LEE — “Ipse dixit.” That’s the Latin phrase lawyers for a group of elected officials use to rebut claims that Berkshires residents “overwhelmingly” oppose a proposed PCB landfill in Lee.
It means “dogmatic and unproven.”
And so begins the latest court fight over the Environmental Protection Agency’s planned cleanup of polychlorinated biphenyls — PCBs — spewed for years into the Housatonic River by the General Electric Co.
As briefs begin to stack up at the Environmental Appeals Board in Washington, D.C., the legal players are front-loading their arguments. In recent filings, the EPA, in a move backed by GE, wants the court’s justices to strike 10 of the 18 attachments that two environmental groups filed with their appeal this year. The agency and company claim that the added material — 562 pages in all — should be removed from consideration because it isn’t part of the administrative record.
The 10 attachments include a range of topics that lawyers for the Housatonic River Initiative (HRI) and the Housatonic Environmental Action League (HEAL) submitted to bolster grounds for their appeal of a Rest of River cleanup that now includes a proposed “Upland Disposal Facility” of PCBs on an old quarry site in Lee. That appeal, detailed in documents filed last month, faults the EPA for backing a local dump it refused to endorse in an earlier permit in 2016.
As of Wednesday, the EAB case docket had 14 filings since Jan. 14, including a friend-of-court brief from three groups in support of the appeal. The groups are Citizens Against the PCB Dump, the Berkshire-Litchfield Environmental Council and the Schaghticoke Indian Tribe of Kent, all represented by Great Barrington attorney Judith C. Knight. Separately, Knight represents the first group in a Berkshire Superior Court lawsuit filed in late March against the town of Lee and members of its Select Board.
That brief calls on the Superior Court to order that the latest cleanup plan be sent back to the EPA with instructions to require shipment of all untreated PCBs out of the state. It also asks that the agency outline a cleanup for reaches of the Connecticut River “that will actually protect human health and the environment.”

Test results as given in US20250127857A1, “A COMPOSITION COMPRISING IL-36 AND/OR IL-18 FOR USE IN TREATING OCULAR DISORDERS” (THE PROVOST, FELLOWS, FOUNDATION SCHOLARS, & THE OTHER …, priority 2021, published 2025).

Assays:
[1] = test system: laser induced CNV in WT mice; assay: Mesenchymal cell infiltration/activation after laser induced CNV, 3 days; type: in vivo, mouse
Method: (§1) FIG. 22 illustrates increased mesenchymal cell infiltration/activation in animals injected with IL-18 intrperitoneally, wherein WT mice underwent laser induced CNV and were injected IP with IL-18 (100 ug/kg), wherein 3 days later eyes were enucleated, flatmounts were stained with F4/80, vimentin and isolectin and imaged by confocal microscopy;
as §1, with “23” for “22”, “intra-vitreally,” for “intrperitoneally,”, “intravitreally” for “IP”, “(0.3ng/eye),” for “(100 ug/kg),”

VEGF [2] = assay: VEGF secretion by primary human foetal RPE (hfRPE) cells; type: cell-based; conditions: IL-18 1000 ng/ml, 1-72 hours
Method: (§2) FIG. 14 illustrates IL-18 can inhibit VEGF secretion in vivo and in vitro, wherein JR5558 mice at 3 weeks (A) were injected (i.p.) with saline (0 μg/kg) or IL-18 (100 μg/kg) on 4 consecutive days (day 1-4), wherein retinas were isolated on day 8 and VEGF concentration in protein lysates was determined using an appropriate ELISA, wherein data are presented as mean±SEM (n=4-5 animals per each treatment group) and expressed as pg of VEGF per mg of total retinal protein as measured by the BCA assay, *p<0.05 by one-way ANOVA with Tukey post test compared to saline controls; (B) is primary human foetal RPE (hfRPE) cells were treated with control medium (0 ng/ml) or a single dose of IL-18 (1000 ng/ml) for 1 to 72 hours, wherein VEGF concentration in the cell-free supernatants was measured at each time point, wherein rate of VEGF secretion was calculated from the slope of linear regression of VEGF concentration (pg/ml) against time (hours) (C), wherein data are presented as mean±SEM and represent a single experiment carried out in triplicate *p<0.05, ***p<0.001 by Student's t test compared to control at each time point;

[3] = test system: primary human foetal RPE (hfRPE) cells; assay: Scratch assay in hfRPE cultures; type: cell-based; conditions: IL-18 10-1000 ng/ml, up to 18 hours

The big ‘why’
The newest filing with the EAB, the nation’s top environmental court, answers a question much on the minds of people who don’t want to see up to a million cubic yards of sediments containing lower levels of PCBs buried on a hill near the river below Woods Pond.
A 15-page brief filed Monday seeks to explain why the Housatonic Rest of River Municipal Committee — made up of elected officials and appointees from Great Barrington, Lee, Lenox, Sheffield, and Stockbridge — agreed to allow GE to bury PCBs on that Lee hillside.
The reasons echo what those officials said a year ago, when the EPA dropped its opposition to local PCB burial. The brief, by lawyers Matthew F. Pawa and Benjamin A. Krass, says public health demands the cleanup begin. The latest EPA permit calls for GE to engage in about $576 million worth of work over 13 years. The option of local disposal will save the company as much as $146 million, according to the new filing.
“There already is a local PCBs disposal facility of sorts that already presents an unacceptable condition,” the friend-of-court brief says. “[T]he Housatonic River. Although the Committee sympathizes with HRI’s concerns, it is well past time to clean up the River and isolate the PCBs in properly designed facilities where they belong.”